The two years since ESPC published A Profile of Poverty in Edmonton have been challenging ones for the city of Edmonton and its residents.
This report updates many of the poverty trends and challenges identified two years within the context of broader social and economic trends in our community. This profile updates the actions the City could take within its jurisdiction to help work towards eliminating poverty and in keeping with the Poverty Roadmap approved by City Council.
This profile update provides data and analysis to answer the following questions:
What is the overall picture of poverty in Edmonton, and how has it changed in the past two years?
How does poverty vary across age, gender, and households in the city? What trends are we seeing among different population groups?
Who is impacted most by poverty? What population groups are at higher risk of experiencing poverty than others? (i.e., Indigenous people, recent immigrant/refugees, low income workers, women children and youth.)
What are the emerging trends impacting poverty in Edmonton or influencing the work on eliminating poverty?
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Nearly three in five (57%) Edmontonians agree that poverty is a significant problem in Edmonton. (2014 Vital Signs Report)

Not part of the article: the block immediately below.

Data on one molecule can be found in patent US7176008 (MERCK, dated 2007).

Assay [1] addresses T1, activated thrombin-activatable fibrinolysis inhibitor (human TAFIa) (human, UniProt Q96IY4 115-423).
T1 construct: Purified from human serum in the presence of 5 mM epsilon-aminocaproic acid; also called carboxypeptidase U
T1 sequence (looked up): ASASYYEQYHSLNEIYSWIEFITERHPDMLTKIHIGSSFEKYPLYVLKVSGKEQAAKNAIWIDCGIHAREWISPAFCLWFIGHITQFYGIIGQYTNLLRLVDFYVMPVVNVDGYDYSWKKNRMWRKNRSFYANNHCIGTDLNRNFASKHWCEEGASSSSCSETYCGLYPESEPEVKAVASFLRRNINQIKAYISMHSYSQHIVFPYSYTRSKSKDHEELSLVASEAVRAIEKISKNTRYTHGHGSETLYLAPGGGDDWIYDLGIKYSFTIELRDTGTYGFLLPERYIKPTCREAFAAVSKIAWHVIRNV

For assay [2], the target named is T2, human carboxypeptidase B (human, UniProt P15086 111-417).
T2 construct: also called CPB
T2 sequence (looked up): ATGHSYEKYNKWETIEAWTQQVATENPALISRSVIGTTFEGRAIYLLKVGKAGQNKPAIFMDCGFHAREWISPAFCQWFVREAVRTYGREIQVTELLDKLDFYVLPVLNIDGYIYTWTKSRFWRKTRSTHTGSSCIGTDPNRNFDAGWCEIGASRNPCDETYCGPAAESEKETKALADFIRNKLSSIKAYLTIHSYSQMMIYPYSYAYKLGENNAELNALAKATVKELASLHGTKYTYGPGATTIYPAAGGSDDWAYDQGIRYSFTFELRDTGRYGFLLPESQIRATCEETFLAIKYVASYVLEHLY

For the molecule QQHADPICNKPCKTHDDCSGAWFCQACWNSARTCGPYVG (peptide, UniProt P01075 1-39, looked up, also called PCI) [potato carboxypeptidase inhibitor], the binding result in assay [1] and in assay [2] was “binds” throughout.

More than 100,000 Edmontonians live in poverty with about 30% of them being children. In 2013 ESPC took a leadership role to push for the establishment of an Edmonton Poverty Elimination Steering Committee to examine and address local poverty. In 2014, Mayor Don Iveson established the Mayors Task Force to Eliminate Poverty and we continue to be involved on the Research Round Table and the Economic Security working group.
ESPC works actively with our partners, Public Interest Alberta and the Alberta College of Social Workers to prepare an annual report card that discusses poverty in Alberta. This report annually feeds into a national report prepared by Campaign 2000.
In our most recent report, No Change - After 25 years of promises it's time to eliminate child poverty, released in 2014 ESPC reported that for many low-income families, employment is not a guaranteed ticket out of poverty. In 2011, an all-time record 59.2 per cent of Alberta children in poverty lived in a household where one or more persons were working full-time for the entire year ( Click Here: From Words to Action: Alberta Can Afford a Real Poverty Reduction Strategy)
Click here for: Poverty & Low Income Research Links
Click here for: Poverty related documents